Akouris: Chicagoland Speedway holds special memories for Chitwood
By Tina Akouris email@example.com July 7, 2013 4:06PM
55th Daytona 500
Updated: August 9, 2013 6:10AM
Joie Chitwood III remembers the day it finally sunk in that Chicagoland Speedway wasn’t just a sketch on a design board or a plot of farmland.
Chitwood was riding in a helicopter, heading back to the Joliet track from an event downtown before the first NASCAR Nationwide race at the track in July 2001. That’s when he finally had a chance to see the vastness of the facility and what his team helped create.
“When we got back to the property and the sun was setting and I saw the track I thought, ‘Oh, my gosh, we did it. How cool is this?’ ” Chitwood said. “I’m in a helicopter over the race and you just say, ‘I can’t believe we did it.’ That was one of those cool things I remember.
“I lived in a Hampton Inn off of I-80 with my wife and son,” Chitwood continued. “It took 22 months for us to turn that farmland into the Speedway.”
These days, Chitwood is the president of Daytona International Speedway, the crown jewel in the International Speedway Corp.’s group of tracks, which also includes Chicagoland Speedway.
Every time the Joliet track and neighboring Route 66 Raceway host an event weekend — such as the recent NHRA O’Reilly Auto Parts Route 66 Nationals or the upcoming STP 300 Nationwide race — auto racing fans have Chitwood to thank.
He spent 22 months overseeing the project and remembers the bumps and bruises along the way.
The biggest worry was the potential for a harsh winter. If it snowed too much or got too cold, construction had to stop.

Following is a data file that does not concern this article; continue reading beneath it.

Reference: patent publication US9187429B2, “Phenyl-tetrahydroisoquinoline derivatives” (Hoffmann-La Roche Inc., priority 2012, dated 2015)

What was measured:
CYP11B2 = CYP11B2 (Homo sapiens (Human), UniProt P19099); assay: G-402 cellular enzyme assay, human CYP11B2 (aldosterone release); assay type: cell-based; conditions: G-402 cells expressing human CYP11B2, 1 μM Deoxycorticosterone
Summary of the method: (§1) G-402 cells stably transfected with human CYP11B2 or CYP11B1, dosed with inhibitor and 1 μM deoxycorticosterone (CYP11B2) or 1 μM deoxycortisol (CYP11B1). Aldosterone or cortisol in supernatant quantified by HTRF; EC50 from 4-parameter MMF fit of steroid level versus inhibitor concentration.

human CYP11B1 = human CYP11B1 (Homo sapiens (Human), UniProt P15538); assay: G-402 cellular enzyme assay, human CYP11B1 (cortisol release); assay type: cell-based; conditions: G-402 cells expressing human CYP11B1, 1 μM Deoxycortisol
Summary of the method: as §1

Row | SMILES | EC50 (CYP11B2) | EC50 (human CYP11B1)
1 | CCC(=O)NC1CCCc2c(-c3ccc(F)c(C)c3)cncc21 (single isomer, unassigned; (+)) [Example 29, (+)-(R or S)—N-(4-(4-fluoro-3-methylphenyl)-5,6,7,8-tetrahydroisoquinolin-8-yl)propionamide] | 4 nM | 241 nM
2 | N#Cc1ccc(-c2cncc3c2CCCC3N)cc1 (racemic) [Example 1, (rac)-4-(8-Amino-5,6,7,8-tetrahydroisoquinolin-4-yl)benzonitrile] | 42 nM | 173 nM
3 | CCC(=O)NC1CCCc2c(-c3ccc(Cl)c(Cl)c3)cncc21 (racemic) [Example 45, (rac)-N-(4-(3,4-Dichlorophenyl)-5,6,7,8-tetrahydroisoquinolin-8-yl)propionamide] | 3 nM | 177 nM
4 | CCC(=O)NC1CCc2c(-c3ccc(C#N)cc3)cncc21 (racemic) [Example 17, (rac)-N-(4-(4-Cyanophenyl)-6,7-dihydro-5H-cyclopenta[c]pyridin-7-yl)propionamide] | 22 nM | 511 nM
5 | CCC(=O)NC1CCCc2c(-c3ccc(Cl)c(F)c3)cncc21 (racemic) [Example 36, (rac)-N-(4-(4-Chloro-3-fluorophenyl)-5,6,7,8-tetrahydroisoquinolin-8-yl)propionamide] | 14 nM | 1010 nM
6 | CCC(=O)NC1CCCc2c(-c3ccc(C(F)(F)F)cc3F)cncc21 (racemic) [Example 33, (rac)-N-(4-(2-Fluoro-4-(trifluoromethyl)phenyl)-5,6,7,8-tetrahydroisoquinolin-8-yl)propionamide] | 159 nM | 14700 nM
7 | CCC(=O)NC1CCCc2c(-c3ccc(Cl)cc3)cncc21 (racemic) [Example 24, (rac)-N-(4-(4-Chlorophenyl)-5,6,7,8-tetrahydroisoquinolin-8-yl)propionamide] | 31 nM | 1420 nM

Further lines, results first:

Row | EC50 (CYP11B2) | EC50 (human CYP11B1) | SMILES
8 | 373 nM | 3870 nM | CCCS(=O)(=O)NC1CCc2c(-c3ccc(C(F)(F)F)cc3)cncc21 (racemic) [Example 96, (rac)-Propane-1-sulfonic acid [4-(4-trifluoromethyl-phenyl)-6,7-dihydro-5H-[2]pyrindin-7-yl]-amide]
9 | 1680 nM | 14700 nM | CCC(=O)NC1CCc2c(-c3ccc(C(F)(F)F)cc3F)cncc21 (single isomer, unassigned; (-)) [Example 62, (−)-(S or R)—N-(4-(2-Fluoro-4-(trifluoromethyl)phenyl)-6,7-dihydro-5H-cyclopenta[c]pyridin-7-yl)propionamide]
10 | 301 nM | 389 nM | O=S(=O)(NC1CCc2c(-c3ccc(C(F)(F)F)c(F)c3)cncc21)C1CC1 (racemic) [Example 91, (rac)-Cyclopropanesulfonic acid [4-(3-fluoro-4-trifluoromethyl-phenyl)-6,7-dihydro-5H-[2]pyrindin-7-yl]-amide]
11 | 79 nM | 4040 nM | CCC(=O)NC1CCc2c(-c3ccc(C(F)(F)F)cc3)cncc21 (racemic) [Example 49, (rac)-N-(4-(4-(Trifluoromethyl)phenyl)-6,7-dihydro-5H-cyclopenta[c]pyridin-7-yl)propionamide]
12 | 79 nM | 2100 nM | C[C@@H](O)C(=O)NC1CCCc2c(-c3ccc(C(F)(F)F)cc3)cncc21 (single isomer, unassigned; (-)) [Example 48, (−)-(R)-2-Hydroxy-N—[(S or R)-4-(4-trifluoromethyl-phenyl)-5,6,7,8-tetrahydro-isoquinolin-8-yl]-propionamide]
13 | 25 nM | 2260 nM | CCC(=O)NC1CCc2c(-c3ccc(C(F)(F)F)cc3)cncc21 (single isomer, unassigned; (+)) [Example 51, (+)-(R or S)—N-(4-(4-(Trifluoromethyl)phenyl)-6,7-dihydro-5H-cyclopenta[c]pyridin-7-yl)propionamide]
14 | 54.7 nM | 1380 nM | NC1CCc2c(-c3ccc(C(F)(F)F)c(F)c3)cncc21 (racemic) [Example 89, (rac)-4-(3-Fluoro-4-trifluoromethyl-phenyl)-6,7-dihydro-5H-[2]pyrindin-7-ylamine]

“The clock was ticking. We had the stress of the weather, but the winters were mild and we didn’t really have anything during that time that derailed us,” Chitwood said. “But I do remember that the last two weeks were a panic.”
What he also remembers is a major design change that happened early in the process.
The grandstands at Chicagoland Speedway face east. During the planning stages, designers wanted the grandstands to face west. Chitwood said, “I don’t think so.”
“They turned the facility so there was a chance to see the skyline,” Chitwood said, “and on a clear day, you can. In the design phase we asked, ‘Why not consider it?’ and we changed it. We had conversations (about tweaking the facility) all the time, but that was the big one.”
Chitwood left Joliet in 2002 for Indianapolis Motor Speedway, where he served as president and chief operating officer. It was a bittersweet move, but one he knew he had to make.
“It’s tough to give the keys to the castle to someone else,” Chitwood said.
He, his wife and son had grown close to their neighbors in the small subdivision down the street from Joliet West High School. There was a fish fry every Friday night during Lent. And when the Chitwoods moved in, a neighbor made a map with the names of everyone on the block, including names of children and pets.
Chitwood tries to come to Joliet when he can. The last time he did was two years ago. He said he will try to help out with the September race weekend in Joliet, when the Speedway hosts three races, including the first race in NASCAR’s Chase for the Sprint Cup Championship.
“It was like a version of ‘Pleasantville,’ ” Chitwood said. “I jammed a lot of stuff in those 3 1/2 years. That was a really cool part of my career.”